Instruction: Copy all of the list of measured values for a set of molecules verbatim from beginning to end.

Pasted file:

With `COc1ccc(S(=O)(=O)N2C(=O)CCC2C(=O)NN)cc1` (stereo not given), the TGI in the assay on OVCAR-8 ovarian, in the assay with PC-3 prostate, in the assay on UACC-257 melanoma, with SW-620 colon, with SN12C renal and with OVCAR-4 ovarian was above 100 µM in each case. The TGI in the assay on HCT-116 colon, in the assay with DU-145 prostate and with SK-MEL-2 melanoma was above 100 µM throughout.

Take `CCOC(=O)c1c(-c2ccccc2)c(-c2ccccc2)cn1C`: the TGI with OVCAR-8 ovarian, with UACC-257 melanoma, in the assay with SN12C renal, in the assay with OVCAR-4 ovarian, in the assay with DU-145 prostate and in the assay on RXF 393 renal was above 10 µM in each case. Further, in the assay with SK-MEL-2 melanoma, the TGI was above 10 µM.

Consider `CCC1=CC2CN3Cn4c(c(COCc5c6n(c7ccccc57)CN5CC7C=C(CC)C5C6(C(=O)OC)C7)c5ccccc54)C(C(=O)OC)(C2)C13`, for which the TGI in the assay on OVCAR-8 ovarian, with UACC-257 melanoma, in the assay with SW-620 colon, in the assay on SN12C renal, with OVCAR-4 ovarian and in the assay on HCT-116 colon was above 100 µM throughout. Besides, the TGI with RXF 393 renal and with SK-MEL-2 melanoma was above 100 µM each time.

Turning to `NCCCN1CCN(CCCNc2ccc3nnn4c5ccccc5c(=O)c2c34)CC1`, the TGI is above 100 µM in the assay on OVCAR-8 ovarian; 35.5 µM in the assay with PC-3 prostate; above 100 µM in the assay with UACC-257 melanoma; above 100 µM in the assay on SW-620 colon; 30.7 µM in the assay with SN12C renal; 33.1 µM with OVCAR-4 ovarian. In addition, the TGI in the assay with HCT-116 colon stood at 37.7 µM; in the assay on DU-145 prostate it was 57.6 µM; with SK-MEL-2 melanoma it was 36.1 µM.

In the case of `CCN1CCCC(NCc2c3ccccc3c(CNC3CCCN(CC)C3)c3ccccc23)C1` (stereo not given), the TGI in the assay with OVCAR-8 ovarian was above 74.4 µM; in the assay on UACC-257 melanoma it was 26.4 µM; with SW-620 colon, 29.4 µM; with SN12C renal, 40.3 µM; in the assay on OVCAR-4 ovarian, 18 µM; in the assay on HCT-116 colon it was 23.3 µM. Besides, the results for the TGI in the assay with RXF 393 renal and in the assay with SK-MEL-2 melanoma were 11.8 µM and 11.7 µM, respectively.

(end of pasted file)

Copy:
With `COc1ccc(S(=O)(=O)N2C(=O)CCC2C(=O)NN)cc1` (stereo not given), the TGI in the assay on OVCAR-8 ovarian, in the assay with PC-3 prostate, in the assay on UACC-257 melanoma, with SW-620 colon, with SN12C renal and with OVCAR-4 ovarian was above 100 µM in each case. The TGI in the assay on HCT-116 colon, in the assay with DU-145 prostate and with SK-MEL-2 melanoma was above 100 µM throughout.

Take `CCOC(=O)c1c(-c2ccccc2)c(-c2ccccc2)cn1C`: the TGI with OVCAR-8 ovarian, with UACC-257 melanoma, in the assay with SN12C renal, in the assay with OVCAR-4 ovarian, in the assay with DU-145 prostate and in the assay on RXF 393 renal was above 10 µM in each case. Further, in the assay with SK-MEL-2 melanoma, the TGI was above 10 µM.

Consider `CCC1=CC2CN3Cn4c(c(COCc5c6n(c7ccccc57)CN5CC7C=C(CC)C5C6(C(=O)OC)C7)c5ccccc54)C(C(=O)OC)(C2)C13`, for which the TGI in the assay on OVCAR-8 ovarian, with UACC-257 melanoma, in the assay with SW-620 colon, in the assay on SN12C renal, with OVCAR-4 ovarian and in the assay on HCT-116 colon was above 100 µM throughout. Besides, the TGI with RXF 393 renal and with SK-MEL-2 melanoma was above 100 µM each time.

Turning to `NCCCN1CCN(CCCNc2ccc3nnn4c5ccccc5c(=O)c2c34)CC1`, the TGI is above 100 µM in the assay on OVCAR-8 ovarian; 35.5 µM in the assay with PC-3 prostate; above 100 µM in the assay with UACC-257 melanoma; above 100 µM in the assay on SW-620 colon; 30.7 µM in the assay with SN12C renal; 33.1 µM with OVCAR-4 ovarian. In addition, the TGI in the assay with HCT-116 colon stood at 37.7 µM; in the assay on DU-145 prostate it was 57.6 µM; with SK-MEL-2 melanoma it was 36.1 µM.

In the case of `CCN1CCCC(NCc2c3ccccc3c(CNC3CCCN(CC)C3)c3ccccc23)C1` (stereo not given), the TGI in the assay with OVCAR-8 ovarian was above 74.4 µM; in the assay on UACC-257 melanoma it was 26.4 µM; with SW-620 colon, 29.4 µM; with SN12C renal, 40.3 µM; in the assay on OVCAR-4 ovarian, 18 µM; in the assay on HCT-116 colon it was 23.3 µM. Besides, the results for the TGI in the assay with RXF 393 renal and in the assay with SK-MEL-2 melanoma were 11.8 µM and 11.7 µM, respectively.